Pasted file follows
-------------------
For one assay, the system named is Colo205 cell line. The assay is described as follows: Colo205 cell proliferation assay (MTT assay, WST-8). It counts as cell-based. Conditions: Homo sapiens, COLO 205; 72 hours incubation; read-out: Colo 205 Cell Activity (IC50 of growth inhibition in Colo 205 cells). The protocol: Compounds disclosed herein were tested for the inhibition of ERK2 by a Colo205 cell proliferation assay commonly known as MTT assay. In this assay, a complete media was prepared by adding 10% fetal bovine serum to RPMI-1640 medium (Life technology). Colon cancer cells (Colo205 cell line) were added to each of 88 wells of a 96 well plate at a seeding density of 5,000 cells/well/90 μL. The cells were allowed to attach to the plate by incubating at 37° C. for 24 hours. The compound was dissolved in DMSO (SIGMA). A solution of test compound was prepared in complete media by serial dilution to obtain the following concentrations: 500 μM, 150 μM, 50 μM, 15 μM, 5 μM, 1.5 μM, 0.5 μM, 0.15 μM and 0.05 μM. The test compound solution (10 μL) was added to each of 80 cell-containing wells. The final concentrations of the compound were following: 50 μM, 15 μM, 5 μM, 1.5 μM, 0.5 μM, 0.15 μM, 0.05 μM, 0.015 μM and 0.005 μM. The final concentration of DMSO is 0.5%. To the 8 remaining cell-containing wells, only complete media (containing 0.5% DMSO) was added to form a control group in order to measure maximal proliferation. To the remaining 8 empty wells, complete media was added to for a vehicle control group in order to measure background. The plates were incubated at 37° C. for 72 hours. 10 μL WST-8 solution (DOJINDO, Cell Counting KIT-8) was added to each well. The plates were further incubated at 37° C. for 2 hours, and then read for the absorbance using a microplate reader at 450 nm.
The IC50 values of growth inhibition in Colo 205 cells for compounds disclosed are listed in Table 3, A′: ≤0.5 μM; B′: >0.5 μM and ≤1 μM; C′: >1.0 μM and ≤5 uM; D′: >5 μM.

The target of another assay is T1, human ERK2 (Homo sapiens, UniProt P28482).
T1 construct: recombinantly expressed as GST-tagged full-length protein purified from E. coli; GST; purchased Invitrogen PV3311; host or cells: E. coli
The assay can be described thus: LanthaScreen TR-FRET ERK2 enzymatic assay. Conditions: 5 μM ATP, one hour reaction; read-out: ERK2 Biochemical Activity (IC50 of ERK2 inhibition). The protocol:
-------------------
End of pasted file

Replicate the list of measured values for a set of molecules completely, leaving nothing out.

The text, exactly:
For one assay, the system named is Colo205 cell line. The assay is described as follows: Colo205 cell proliferation assay (MTT assay, WST-8). It counts as cell-based. Conditions: Homo sapiens, COLO 205; 72 hours incubation; read-out: Colo 205 Cell Activity (IC50 of growth inhibition in Colo 205 cells). The protocol: Compounds disclosed herein were tested for the inhibition of ERK2 by a Colo205 cell proliferation assay commonly known as MTT assay. In this assay, a complete media was prepared by adding 10% fetal bovine serum to RPMI-1640 medium (Life technology). Colon cancer cells (Colo205 cell line) were added to each of 88 wells of a 96 well plate at a seeding density of 5,000 cells/well/90 μL. The cells were allowed to attach to the plate by incubating at 37° C. for 24 hours. The compound was dissolved in DMSO (SIGMA). A solution of test compound was prepared in complete media by serial dilution to obtain the following concentrations: 500 μM, 150 μM, 50 μM, 15 μM, 5 μM, 1.5 μM, 0.5 μM, 0.15 μM and 0.05 μM. The test compound solution (10 μL) was added to each of 80 cell-containing wells. The final concentrations of the compound were following: 50 μM, 15 μM, 5 μM, 1.5 μM, 0.5 μM, 0.15 μM, 0.05 μM, 0.015 μM and 0.005 μM. The final concentration of DMSO is 0.5%. To the 8 remaining cell-containing wells, only complete media (containing 0.5% DMSO) was added to form a control group in order to measure maximal proliferation. To the remaining 8 empty wells, complete media was added to for a vehicle control group in order to measure background. The plates were incubated at 37° C. for 72 hours. 10 μL WST-8 solution (DOJINDO, Cell Counting KIT-8) was added to each well. The plates were further incubated at 37° C. for 2 hours, and then read for the absorbance using a microplate reader at 450 nm.
The IC50 values of growth inhibition in Colo 205 cells for compounds disclosed are listed in Table 3, A′: ≤0.5 μM; B′: >0.5 μM and ≤1 μM; C′: >1.0 μM and ≤5 uM; D′: >5 μM.

The target of another assay is T1, human ERK2 (Homo sapiens, UniProt P28482).
T1 construct: recombinantly expressed as GST-tagged full-length protein purified from E. coli; GST; purchased Invitrogen PV3311; host or cells: E. coli
The assay can be described thus: LanthaScreen TR-FRET ERK2 enzymatic assay. Conditions: 5 μM ATP, one hour reaction; read-out: ERK2 Biochemical Activity (IC50 of ERK2 inhibition). The protocol: